Ali Edwards loves a challenge, especially when it comes to running.
During her junior year of college, Edwards decided she wanted to run a marathon. But not just any marathon, she wanted to qualify for the Boston Marathon, the world’s oldest annual marathon.
When she announced her plan to her father, he was skeptical.
“He told me I was crazy,“ Edwards says. “He didn’t enjoy the one he ran, but he said if I qualified for Boston we would go and run it together.”
A few months later Edwards ran her first marathon and qualified for Boston. Her father made good on his promise, and on April 15 the two will run it together.
It was Edwards’ father that inspired her passion for running in the first place.
“He never pushed me to run but I saw him running. I’d go to his races,” Edwards says. “I guess my dad definitely played a role in it, but now it’s just something that’s part of my identity.”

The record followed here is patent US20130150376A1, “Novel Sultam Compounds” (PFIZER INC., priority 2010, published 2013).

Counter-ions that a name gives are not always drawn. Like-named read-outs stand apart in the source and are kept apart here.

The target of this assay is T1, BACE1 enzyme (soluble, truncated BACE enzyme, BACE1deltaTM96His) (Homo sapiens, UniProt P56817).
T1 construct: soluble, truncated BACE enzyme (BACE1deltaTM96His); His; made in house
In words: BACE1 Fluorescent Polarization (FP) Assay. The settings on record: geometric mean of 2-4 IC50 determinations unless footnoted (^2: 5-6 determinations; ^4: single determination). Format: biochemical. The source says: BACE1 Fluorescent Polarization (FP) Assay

Edwards fell in love with marathons, placing high in several, including Birmingham’s Mercedes Marathon. But she wanted to take things to the next level.
That’s when she discovered ultra running, which is anything longer than the traditional marathon of 26.2 miles. In December 2012, she ran and won a 50-mile race at Lookout Mountain in Chattanooga, Tenn., setting a course record and gaining sponsors in the process.
Although she has had success on the racecourse, Edwards says running is about more than records and sponsors; it’s about community.
“The running community is really what has drawn me into running. Birmingham has a really awesome running community that does all these group runs all over town throughout the week,” Edwards says. “You meet awesome people and make really good friends.”
Running with other people makes it easier to run fast and is more fun, Edwards says, which is one of the reasons she loves running in big marathons.
“The energy of the people carries you along in the big races,” Edwards says.
Many people are intimidated by the thought of running a half or full marathon, but Edwards encourages them to do it anyway.
“What you think about something defines what you think you can do. If you think you can do it, you usually can,” Edwards says. “Running is just a mind game.”
Photo courtesy of Ali Edwards.